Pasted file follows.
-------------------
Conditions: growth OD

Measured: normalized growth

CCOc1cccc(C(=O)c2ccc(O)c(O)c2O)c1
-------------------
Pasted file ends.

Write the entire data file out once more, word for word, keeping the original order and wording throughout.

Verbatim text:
Conditions: growth OD

Measured: normalized growth

CCOc1cccc(C(=O)c2ccc(O)c(O)c2O)c1